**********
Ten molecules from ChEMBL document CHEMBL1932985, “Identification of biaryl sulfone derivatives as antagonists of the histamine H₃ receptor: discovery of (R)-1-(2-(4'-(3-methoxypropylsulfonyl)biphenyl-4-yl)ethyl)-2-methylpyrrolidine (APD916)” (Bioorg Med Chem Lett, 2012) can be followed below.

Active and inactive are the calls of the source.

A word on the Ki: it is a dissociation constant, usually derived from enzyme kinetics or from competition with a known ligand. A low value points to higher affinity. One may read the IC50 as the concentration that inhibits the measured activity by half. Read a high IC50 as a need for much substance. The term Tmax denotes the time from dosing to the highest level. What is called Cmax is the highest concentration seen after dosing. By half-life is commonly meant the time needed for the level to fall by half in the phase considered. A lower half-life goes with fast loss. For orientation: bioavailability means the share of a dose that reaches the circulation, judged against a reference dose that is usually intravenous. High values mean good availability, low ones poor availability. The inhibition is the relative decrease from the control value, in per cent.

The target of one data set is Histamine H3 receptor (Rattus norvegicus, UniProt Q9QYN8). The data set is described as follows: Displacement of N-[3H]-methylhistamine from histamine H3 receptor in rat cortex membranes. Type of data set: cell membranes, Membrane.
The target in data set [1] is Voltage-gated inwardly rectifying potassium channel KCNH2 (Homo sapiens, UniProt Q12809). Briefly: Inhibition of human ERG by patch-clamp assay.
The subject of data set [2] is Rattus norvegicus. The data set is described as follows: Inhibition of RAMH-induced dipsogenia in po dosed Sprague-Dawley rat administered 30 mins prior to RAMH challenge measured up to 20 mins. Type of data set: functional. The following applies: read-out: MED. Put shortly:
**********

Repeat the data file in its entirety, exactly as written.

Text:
Ten molecules from ChEMBL document CHEMBL1932985, “Identification of biaryl sulfone derivatives as antagonists of the histamine H₃ receptor: discovery of (R)-1-(2-(4'-(3-methoxypropylsulfonyl)biphenyl-4-yl)ethyl)-2-methylpyrrolidine (APD916)” (Bioorg Med Chem Lett, 2012) can be followed below.

Active and inactive are the calls of the source.

A word on the Ki: it is a dissociation constant, usually derived from enzyme kinetics or from competition with a known ligand. A low value points to higher affinity. One may read the IC50 as the concentration that inhibits the measured activity by half. Read a high IC50 as a need for much substance. The term Tmax denotes the time from dosing to the highest level. What is called Cmax is the highest concentration seen after dosing. By half-life is commonly meant the time needed for the level to fall by half in the phase considered. A lower half-life goes with fast loss. For orientation: bioavailability means the share of a dose that reaches the circulation, judged against a reference dose that is usually intravenous. High values mean good availability, low ones poor availability. The inhibition is the relative decrease from the control value, in per cent.

The target of one data set is Histamine H3 receptor (Rattus norvegicus, UniProt Q9QYN8). The data set is described as follows: Displacement of N-[3H]-methylhistamine from histamine H3 receptor in rat cortex membranes. Type of data set: cell membranes, Membrane.
The target in data set [1] is Voltage-gated inwardly rectifying potassium channel KCNH2 (Homo sapiens, UniProt Q12809). Briefly: Inhibition of human ERG by patch-clamp assay.
The subject of data set [2] is Rattus norvegicus. The data set is described as follows: Inhibition of RAMH-induced dipsogenia in po dosed Sprague-Dawley rat administered 30 mins prior to RAMH challenge measured up to 20 mins. Type of data set: functional. The following applies: read-out: MED. Put shortly: